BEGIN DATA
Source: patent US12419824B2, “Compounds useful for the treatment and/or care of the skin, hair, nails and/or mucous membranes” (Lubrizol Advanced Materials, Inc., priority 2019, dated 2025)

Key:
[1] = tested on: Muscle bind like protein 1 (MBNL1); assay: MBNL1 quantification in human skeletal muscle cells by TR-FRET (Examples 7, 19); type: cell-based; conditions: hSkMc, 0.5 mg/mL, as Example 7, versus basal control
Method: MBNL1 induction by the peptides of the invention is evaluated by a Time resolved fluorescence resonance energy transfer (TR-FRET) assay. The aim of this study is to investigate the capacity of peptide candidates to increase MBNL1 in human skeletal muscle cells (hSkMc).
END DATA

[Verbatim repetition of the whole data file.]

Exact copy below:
Source: patent US12419824B2, “Compounds useful for the treatment and/or care of the skin, hair, nails and/or mucous membranes” (Lubrizol Advanced Materials, Inc., priority 2019, dated 2025)

Key:
[1] = tested on: Muscle bind like protein 1 (MBNL1); assay: MBNL1 quantification in human skeletal muscle cells by TR-FRET (Examples 7, 19); type: cell-based; conditions: hSkMc, 0.5 mg/mL, as Example 7, versus basal control
Method: MBNL1 induction by the peptides of the invention is evaluated by a Time resolved fluorescence resonance energy transfer (TR-FRET) assay. The aim of this study is to investigate the capacity of peptide candidates to increase MBNL1 in human skeletal muscle cells (hSkMc).